Author: Laura (page 1 of 32)

How’s your tread?

So I’m sitting in a tire and car repair place, having come in for an oil change and being told I need new tires.  Not a big surprise; the ride has been very rough lately.  But disappointing nonetheless as these current tires were supposed to last many thousands of miles longer than they have.  Hmm.  Won’t even go there.

Anyway, they’re just tires.  So even though it’s a cost I did not anticipate, it’s not a disease.  Or death.  Or something else that can’t be “fixed”.  But tires are important.  Without them, I can’t get anywhere (at least not in the society I live in).   And I need to be able to depend upon them.

But think about it.  How many things do we depend on to be there….people, jobs, health, friends…and one day, they suddenly aren’t?   Has it really been that long since we paid attention to them and examined them for any problems?  Has the road been that rough, that we were wearing them down for years without even knowing it?

Or maybe we just get used to the bumps, potholes and other challenges of covering ground day after day, week after week, year after year.  So we don’t notice when it really does get too slippery.  When we need to slow down and take stock of things.

When you’re young, you just assume everything is going to last.  Then you get older and look back and it’s sobering how many people have drifted away.  How your tastes have changed.  How you no longer consider staying up past midnight a thrill (or even a possibility).   Then there’s your body.  Wow.  Who knew you were actually going to age.  I mean, there should be an owner’s manual that helps with the maintenance of a body after 50.

Pain relievers.  Orthotics.  Reading glasses.  Knee wraps.  The tread gets a little thin.   Can’t take those corners quite as fast.  Little harder to see at night.  Maybe walking will burn as many calories as running.

And like a set of tires, we need balancing ever so many miles.  It’s so easy to get so caught up in day planners, meetings, calls, obligations, commitments, you name it.  I think back to pioneers who had breakfast, worked in the fields all day, had dinner, went to bed.  Granted, they didn’t live past 35.  But they also weren’t worrying about the text, the email, the instant message, the social media post or whether their cable provider is going to raise their rates.  Balance wasn’t an issue for them.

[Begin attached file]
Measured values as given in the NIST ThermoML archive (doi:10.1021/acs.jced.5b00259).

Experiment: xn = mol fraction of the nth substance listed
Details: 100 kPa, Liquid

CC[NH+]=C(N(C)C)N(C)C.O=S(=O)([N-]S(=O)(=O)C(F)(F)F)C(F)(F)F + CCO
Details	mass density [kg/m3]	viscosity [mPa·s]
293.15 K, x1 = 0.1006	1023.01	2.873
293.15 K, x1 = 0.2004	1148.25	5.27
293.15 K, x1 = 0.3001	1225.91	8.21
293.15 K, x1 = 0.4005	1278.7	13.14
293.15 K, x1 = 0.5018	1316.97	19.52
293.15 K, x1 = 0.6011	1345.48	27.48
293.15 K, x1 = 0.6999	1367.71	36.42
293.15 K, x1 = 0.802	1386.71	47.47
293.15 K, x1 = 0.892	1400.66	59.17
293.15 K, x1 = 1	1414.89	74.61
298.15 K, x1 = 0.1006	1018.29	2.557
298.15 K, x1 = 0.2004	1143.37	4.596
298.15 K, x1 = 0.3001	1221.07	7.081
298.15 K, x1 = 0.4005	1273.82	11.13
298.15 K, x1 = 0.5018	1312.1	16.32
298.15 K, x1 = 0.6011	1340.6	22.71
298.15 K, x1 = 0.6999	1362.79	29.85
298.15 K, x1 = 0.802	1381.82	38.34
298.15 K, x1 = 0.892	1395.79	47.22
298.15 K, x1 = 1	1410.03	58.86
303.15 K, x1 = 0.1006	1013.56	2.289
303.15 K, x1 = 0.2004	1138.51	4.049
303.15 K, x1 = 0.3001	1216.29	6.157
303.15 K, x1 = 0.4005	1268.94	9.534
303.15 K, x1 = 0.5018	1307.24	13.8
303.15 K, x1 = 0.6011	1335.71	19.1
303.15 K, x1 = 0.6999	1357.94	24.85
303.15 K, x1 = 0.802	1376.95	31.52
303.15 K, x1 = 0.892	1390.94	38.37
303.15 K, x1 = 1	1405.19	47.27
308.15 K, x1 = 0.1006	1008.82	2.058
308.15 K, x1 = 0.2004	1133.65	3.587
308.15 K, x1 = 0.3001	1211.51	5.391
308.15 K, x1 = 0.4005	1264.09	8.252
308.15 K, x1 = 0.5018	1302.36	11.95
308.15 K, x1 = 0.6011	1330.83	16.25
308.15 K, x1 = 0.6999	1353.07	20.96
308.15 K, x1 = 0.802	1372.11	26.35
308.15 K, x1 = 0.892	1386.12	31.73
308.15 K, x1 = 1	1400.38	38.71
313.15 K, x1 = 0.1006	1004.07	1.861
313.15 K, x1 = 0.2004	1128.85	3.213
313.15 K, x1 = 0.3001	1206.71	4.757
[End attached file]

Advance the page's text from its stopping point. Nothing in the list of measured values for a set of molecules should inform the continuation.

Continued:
I think it is for us, and I think that getting older gives us the right to achieve balance any way we can.   And maybe, ironically, that means more time and space for us to just be…and less time worrying about all the other jazz.

I’ll leave here with a new set of tires, and the ride home will be much smoother.  Maybe I need to look at a few other areas of my life…check under the hood…and get things on a smoother road.  Cause I want to keep going for a long, long time.

 

“Happiness is not a matter of intensity, but of balance, order, rhythm and harmony.”

             Thomas Merton

 

 

 

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Age smart: build your bones.

Okay, January’s over. So are all the resolutions.

But you can still make a profound impact on your strength and health in 2017. One that might be the difference in the quality of life you want no matter your age.

DSCN4415I’m talking about building stronger bones and muscle mass. (Stop that eye rolling and sighing. Consider a few things and then decide.)